4

The software 'WebsitePanel' does not allow you to make subdomains of a subdomain. You could use a sub-domain to create a new web site, but you cannot create another sub-domain based on it. From http://www.websitepanel.net/documentation/users-guide/domains/#ManagingSub-Domains


4

You could make a very simple test to see if there is www in the URL, and if it hasn't, go to the www version via a 301 permanently moved header: if( substr($_SERVER['HTTP_HOST'],0,4)!='www.'){ header('Location: http://www.'$_SERVER['HTTP_HOST'].'/'.$_SERVER['REQUEST_URI'], true, 301); } Don't forget to set your canonical tags to www so bots know your ...


4

It isn't necessarily bad for SEO. You want to be careful of "sneaky redirects" (see https://support.google.com/webmasters/answer/2721217?hl=en), but this type of behavior should probably fall in acceptable territory. Honestly, from an SEO perspective, you'd be better off redirecting the broken URL to a legit page on your site via a 301 server side redirect. ...


4

You can make a 302 - temporary redirect. Example in PHP: header("Location: /product/list", true, 302); // temporal redirect The browsers requests the /home url, gets status 302, new url: /example back from the server. Your browser now says "Oh ok, I'll now open /example for now". Bots understand the redirect; the 302 makes them understand this is ...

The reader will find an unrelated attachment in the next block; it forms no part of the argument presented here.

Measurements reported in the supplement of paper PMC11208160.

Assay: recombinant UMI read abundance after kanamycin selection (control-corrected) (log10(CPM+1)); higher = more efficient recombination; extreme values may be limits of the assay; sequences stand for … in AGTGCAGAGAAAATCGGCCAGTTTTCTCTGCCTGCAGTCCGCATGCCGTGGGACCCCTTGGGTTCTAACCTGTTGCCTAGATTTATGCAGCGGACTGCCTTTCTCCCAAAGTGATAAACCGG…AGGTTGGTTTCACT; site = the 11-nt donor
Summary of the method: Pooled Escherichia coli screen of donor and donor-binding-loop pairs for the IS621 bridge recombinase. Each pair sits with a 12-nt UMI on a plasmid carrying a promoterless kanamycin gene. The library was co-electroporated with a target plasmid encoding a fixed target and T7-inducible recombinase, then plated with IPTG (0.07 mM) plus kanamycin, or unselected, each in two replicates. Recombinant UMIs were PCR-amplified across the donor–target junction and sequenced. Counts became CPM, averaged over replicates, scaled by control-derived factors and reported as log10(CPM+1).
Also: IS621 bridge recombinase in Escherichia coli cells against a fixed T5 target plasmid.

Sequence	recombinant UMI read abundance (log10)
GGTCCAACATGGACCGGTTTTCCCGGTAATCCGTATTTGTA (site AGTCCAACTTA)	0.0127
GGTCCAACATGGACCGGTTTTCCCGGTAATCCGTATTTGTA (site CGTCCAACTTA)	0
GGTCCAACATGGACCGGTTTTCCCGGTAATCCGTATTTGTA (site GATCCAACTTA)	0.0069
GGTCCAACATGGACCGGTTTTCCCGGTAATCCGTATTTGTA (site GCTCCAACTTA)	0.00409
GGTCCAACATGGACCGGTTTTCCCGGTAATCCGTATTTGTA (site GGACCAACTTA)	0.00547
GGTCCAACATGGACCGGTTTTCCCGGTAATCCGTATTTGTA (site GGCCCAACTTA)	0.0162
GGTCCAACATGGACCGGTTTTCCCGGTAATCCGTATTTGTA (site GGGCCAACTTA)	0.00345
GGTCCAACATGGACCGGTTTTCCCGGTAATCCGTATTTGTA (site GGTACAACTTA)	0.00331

4

The POST request will be protected by SSL, but there are other problems to think of: When switching between HTTP and HTTPS it is easier to do an SSL-Strip attack. The session id will be sent to HTTP requests too and therefore can be sniffed easily. It is surely a good idea to switch to HTTPS for the whole site, but if that is out of question, then you ...


4

Just because a URL is in Google's index doesn't mean that it was submitted through webmaster tools or search console. Google includes most URLs in the index only because it finds links to them on other sites. Most of the time Google won't index a redirecting URL (including a shortened URL.) Usually Google prefers the destination. If the redirect URL ...


4

It's called adaptive web development. You need to detect the user-agent and serve different markup based on the device. In PHP, you can use $_SERVER['HTTP_USER_AGENT']. You'll want to include this code in order to let Google know what you're up to: <?php Header('Vary: User-Agent'); ?> Here's some more info: ...


4

# Use PHP5.4 as default # Changed PHP handler from application/x-httpd-php54 to application/x-httpd-phpbeta on Thu Dec 17 16:50:26 MST 2015. AddHandler application/x-httpd-phpbeta .php # BEGIN WordPress <IfModule mod_rewrite.c> RewriteEngine On RewriteBase / # Insert redirect based rewrites here. # Example: RewriteRule ^redirectme$ ...


4

The domain authority on expired domains comes mostly from the inbound links to their deep pages. If you have similar enough content that your domain can satisfy the users that click on those links then you might get some SEO benefit from the domain redirect. To get it, you would have to put appropriate redirects in place. For example if you find a link ...


4

You should probably implement a rel="canonical" element in the head section of the old content that points to the new content. For example: <link rel="canonical" href="http://example.com/new-page"> This informs the search engines that the /new-page is preferred and should be returned in the search results instead. Note that this is advisory, so if ...


4